Guitar wizard Jack White achieved great success with the White Stripes. He has engaged in various projects since. He is a songwriter, artist, producer, guitarist and singer and owner of Third Man Records and Third Man Studios, and a board member of the Library of Congress’s National Recording Preservation Foundation, an organisation to which he donated $200,000. His album, Lazaretto, topped the charts around the world, selling 40,000 vinyl copies in one week in the US. White produced Neil Young’s album A Letter Home in a Voice–O–Graph, which looks like a telephone booth from the outside, and it was widely in use in the US from the 1940s to the 1960s.
White uses modern technology when it suits him, driving a state–of–the–art black Tesla Model S electric sports car. “Analog is the medium of all the kinds of music that I am really fond of,” comments White. “Form follows function. You have to ask yourself what you are trying to accomplish. What are you trying to make it sound like? When you are recording, and producing, you are aiming for something and if you want vibe, warmth, soulfulness, things like that, you will always be drawn back to analog”.
Classic Album Sundays
Colleen Murphy is a 48-year-old American who has lived has lived in Britain since 1999. At her home in Hackney, east London she has a room lined with 10,000 records, arranged alphabetically, by artist. She DJs under the name Cosmo, produces and remixes music, and runs a vinyl‑only label called Bitches Brew. Since 2010 she has been organising Classic Album Sundays; a small group would spend couple of hours eating, drinking and talking, and then listening to both sides of a vinyl album played on expensive equipment. Even sceptics admitted that familiar albums sounded completely different. Murphy argues that vinyl is about more than sound quality; it gives the opportunity of really listening to a whole record – often in company – rather being solitary behind headphones flipping from track to track. Attention, as well as social interaction, is something undermined in the digital world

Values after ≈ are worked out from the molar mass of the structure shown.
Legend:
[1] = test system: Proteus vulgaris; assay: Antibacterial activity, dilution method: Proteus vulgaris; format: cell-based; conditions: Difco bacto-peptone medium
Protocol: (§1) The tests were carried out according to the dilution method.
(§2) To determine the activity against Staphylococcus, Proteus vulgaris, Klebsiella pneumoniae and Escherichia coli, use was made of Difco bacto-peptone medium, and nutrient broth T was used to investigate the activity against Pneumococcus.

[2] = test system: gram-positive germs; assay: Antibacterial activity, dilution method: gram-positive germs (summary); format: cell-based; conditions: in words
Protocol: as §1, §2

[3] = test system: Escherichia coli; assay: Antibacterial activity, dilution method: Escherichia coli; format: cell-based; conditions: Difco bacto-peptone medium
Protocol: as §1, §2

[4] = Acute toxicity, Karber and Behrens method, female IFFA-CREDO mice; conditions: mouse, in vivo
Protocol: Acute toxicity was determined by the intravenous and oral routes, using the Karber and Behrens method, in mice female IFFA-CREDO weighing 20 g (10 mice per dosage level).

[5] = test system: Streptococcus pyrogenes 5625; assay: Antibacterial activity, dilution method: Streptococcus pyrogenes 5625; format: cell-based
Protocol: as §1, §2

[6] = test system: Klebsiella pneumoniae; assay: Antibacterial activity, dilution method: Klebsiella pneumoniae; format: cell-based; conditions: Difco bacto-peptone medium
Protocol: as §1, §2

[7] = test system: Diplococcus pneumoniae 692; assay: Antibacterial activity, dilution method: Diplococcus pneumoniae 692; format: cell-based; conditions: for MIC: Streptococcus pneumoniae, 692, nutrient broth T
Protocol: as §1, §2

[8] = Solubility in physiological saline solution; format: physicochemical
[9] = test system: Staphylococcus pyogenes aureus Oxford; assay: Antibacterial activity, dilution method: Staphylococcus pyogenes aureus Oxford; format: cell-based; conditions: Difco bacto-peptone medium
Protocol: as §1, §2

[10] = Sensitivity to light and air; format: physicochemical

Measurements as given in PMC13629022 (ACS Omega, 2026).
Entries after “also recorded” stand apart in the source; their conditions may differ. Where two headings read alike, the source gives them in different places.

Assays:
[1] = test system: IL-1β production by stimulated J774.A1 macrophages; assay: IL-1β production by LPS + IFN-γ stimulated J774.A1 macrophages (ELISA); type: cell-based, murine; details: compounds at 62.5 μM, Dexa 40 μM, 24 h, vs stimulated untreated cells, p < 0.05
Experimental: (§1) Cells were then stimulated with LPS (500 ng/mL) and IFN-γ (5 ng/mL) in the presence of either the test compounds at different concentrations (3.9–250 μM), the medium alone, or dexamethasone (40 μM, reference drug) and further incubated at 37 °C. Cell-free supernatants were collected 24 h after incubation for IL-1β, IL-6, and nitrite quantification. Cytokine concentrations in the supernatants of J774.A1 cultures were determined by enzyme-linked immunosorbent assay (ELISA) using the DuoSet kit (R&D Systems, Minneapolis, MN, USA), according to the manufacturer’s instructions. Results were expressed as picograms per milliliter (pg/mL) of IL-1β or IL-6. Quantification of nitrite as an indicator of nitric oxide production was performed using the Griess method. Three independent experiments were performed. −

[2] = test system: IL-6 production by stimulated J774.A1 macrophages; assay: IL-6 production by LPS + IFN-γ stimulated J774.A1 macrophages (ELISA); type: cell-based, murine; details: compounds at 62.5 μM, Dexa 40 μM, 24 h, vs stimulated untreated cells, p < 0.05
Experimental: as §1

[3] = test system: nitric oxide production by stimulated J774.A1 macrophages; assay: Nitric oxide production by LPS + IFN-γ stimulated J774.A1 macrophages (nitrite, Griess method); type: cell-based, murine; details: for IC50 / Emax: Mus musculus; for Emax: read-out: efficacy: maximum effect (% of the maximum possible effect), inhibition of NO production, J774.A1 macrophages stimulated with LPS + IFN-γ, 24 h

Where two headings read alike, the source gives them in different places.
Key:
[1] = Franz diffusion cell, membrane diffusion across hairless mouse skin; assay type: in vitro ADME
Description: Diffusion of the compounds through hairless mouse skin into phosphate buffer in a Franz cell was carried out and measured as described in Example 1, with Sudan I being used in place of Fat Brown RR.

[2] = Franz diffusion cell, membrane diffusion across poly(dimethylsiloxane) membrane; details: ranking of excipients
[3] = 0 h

I rejoice in the opportunities that the digital world has brought me. I have established some warm online friendships with people I have never met. I have had the chance to interact with famous musicians, journalists, novelists and poets. I have also been viciously attacked by strangers taking advantage of anonymity.
I love YouTube but there is a point at which having all the music in the world turns a bit toxic. Spotify shows people choosing the same items over and over. As Bill McKibben puts it: “either we evolve quickly away from the social primates we have always been or else we will quietly suffer from the solipsism inherent in staring at ourselves reflected in a screen. It’s too jumpy; concentration, from which all that is worthwhile emerges, is the great loss.”
More about nostalgia, concentration and attention in future articles.